This is probably the biggest hangup. Because VHF frequencies have longer wavelengths, the devices themselves tend to be larger, heavier, and more expensive if they are engineered to the same quality standards as current-day UHF gear. For example, the wavelength of 180 MHz is about 5.5’. Whereas a 550 MHz signal has a wavelength of only 1.8’.
Because of the long wavelengths of low band VHF (54-88 MHz), it’s unlikely that we’ll see much, if any, performance equipment manufactured there at all. Designing the antennas and electronics for a flawlessly reliable wireless microphone or in-ear for low band VHF are practically impossible without resorting to some wacky, expensive, and aesthetically unappealing tricks.
Non-performance equipment, like IFBs and intercoms however can use low-band VHF, since the audio quality of the audio feed is less critical. Comtek already offers a few products in that range.
Incentive Auction Uncertainty
There are still TV stations that use VHF frequencies. Most of them are public access or low power TV stations. But others may return.
One of the “incentives” built into the incentive auctions is the option for a broadcaster to swap their UHF license for a VHF license and still get a payout. How many broadcasters will bite on that worm is yet to be seen. It’s possible that an uncertain number of current UHF stations will take the bait and move down to VHF, further crowding what is (remember) only 76 MHz.
Low Power Pig Pile
If all wireless audio manufacturers suddenly started making lots of gear in VHF, we’d have a problem.
As James Stoffo once told me, “VHF is like that bar that used to be crowded, but now no one goes to anymore. There’s nothing wrong with the bar—it’s just that people have the perception that it was crowded, so they don’t go there anymore.”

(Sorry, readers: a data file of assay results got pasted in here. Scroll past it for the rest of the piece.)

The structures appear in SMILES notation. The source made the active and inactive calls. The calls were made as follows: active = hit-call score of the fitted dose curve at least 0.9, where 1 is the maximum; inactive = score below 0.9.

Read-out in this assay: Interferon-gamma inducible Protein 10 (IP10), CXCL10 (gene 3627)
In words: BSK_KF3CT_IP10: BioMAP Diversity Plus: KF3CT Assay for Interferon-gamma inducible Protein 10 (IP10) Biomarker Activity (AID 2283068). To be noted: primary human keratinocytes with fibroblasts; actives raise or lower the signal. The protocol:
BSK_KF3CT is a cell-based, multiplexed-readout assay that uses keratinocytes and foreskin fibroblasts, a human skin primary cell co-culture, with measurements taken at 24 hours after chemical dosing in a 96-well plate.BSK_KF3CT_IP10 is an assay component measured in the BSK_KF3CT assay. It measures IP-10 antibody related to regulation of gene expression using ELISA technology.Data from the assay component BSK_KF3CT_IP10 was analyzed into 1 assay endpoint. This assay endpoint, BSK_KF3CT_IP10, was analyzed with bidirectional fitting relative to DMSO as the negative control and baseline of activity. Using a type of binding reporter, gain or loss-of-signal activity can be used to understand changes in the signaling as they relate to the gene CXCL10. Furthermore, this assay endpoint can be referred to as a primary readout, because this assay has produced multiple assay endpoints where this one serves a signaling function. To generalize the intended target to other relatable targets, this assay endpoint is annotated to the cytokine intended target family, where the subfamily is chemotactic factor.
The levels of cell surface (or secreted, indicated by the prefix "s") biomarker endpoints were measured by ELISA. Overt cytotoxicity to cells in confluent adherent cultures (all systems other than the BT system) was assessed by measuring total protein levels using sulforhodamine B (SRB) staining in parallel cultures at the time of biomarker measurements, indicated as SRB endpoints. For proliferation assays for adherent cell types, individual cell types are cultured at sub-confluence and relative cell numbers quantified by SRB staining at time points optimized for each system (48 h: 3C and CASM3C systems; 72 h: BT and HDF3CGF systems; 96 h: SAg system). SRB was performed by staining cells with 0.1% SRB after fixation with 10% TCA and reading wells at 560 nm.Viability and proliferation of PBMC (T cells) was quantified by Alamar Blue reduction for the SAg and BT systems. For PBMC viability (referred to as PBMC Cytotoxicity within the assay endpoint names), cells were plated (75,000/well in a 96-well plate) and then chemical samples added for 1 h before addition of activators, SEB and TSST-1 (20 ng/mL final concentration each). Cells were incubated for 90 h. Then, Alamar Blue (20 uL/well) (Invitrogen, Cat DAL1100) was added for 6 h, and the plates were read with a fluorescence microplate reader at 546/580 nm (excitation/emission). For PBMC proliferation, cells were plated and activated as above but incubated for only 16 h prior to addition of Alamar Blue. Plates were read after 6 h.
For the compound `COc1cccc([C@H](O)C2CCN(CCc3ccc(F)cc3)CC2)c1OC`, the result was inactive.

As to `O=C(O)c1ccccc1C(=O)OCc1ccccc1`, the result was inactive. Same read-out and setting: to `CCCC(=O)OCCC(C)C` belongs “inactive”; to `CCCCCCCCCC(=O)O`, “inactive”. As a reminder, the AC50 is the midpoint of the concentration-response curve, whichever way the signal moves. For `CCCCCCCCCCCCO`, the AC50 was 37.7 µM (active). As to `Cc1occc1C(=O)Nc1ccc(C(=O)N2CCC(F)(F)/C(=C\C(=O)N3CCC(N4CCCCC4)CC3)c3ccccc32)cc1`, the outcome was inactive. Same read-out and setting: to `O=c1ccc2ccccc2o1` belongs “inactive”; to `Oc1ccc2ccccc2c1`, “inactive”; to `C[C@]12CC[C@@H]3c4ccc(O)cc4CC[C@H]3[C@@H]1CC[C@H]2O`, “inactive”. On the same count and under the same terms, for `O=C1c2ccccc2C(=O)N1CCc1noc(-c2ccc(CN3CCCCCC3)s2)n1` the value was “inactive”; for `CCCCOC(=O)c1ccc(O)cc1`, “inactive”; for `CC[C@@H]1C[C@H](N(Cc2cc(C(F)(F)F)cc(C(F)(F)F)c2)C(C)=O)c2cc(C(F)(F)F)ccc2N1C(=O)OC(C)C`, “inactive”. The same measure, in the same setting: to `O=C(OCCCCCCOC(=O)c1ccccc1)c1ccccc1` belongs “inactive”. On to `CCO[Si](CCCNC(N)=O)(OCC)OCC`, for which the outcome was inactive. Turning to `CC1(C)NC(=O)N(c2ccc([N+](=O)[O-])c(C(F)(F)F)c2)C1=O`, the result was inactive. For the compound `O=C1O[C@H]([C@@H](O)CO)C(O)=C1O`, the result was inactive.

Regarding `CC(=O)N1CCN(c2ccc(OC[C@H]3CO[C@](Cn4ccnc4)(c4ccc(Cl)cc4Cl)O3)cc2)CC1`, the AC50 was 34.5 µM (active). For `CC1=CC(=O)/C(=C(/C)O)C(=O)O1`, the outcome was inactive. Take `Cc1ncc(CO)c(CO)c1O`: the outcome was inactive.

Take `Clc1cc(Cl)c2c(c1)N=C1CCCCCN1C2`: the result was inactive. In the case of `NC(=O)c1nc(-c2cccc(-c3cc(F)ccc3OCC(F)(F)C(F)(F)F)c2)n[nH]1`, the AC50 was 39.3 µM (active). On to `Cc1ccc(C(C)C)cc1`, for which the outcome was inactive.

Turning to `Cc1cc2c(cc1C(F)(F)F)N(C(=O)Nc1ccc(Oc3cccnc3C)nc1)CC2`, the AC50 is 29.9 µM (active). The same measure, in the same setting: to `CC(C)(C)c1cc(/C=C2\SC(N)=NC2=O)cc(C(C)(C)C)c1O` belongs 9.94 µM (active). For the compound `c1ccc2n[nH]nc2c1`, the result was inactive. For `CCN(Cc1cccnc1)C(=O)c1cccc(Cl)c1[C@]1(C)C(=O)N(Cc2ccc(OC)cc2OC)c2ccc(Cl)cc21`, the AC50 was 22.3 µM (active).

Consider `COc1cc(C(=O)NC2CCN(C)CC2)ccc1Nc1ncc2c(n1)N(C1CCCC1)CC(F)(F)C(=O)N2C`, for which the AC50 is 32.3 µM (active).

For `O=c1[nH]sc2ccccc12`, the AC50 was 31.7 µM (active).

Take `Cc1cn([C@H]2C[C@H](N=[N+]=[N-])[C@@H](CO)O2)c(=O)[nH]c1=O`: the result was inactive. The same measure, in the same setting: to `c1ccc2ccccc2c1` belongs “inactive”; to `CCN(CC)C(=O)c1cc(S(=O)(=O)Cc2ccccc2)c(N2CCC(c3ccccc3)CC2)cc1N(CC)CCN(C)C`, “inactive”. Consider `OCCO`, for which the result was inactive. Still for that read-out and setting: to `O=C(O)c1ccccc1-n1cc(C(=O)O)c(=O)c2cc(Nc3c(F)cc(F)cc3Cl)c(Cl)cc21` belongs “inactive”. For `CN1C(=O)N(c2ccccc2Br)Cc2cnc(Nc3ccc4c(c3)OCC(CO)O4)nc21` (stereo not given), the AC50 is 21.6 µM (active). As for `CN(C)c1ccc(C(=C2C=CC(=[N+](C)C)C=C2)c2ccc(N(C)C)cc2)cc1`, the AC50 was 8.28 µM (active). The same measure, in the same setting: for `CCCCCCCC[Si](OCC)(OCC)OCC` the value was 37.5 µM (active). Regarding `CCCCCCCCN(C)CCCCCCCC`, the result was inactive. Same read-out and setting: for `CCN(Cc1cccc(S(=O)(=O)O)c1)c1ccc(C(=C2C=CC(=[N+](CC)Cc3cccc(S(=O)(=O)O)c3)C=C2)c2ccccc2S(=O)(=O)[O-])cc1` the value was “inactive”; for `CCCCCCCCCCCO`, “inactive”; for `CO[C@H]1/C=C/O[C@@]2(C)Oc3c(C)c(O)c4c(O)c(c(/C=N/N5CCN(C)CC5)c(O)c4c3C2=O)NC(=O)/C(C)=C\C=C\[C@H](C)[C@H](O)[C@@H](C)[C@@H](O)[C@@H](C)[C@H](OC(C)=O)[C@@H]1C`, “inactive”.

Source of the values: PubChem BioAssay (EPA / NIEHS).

If people (manufacturers) started going to the VHF bar again in droves, it would get crowded. And it would get crowded a lot faster than it took to crowd up UHF, because of its relatively small size.
It might be argued the pig pile problem has happened in the last 1-2 years at 2.4 GHz. Since 2013, just about every major manufacturer has rolled out a 2.4 GHz band microphone.
It is very difficult to use multiple channels of 2.4 GHz microphones in any realistic venue. If you only need one 2.4 Gig mic—you’re fine. But need four, eight, or 12 channels of 2.4 wireless? Don’t look to tech support to solve that problem, look to religion; the 2.4 GHz ISM band is simply too utilized, even without adding a spectrum hogging microphone to the mix. WiFi and bluetooth devices use 2.4 GHz spectrum, too, and their use has exploded at 2.4 GHz even more than wireless audio.
Higher Noise Floor
In most locations, the noise floor at VHF is slightly higher than it is at UHF. The difference, though, is small. And the noise floor in a large-scale production is always going to be elevated.
IS VHF the Answer?
VHF is not “the” answer to wireless audio’s impending spectrum shortage. But it is one of several answers that, combined, will lead us out of the darkness ahead.
Future regulatory and technological seismic shifts will not allow us to keep all of our equipment exclusively in UHF for much longer.
Instead, the numerous low power wireless devices used in large-scale productions will have to fan out across the spectrum in combination with the correct deployment of tools like external antennas, filtration, and new modulation schemes if we are to continue to use them in the same quantities.
There is almost no other alternative.
Luckily, we’ve got RF options. We have VHF, we have the unlicensed bands at 900 MHz, 1.9 GHz, and 2.4 GHz, as well as (debatably) 5.8 GHz. There are plenty of additional bands open to holders of Part 74 and Part 90 licensees, as well as new bands that are slated to open to license holders post-auction, including the 169–172 MHz band, the 944–952 MHz band, the 941– 944 MHz and 952–960 MHz bands, the 1435–1525 MHz band, and the 6875–7125 MHz band. More on those here.
We won’t be kissing UHF goodbye, at least not yet. We’ll just be saying hello to unfamiliar spectrum elsewhere, making wireless production band-planning far more fragmented, but still doable.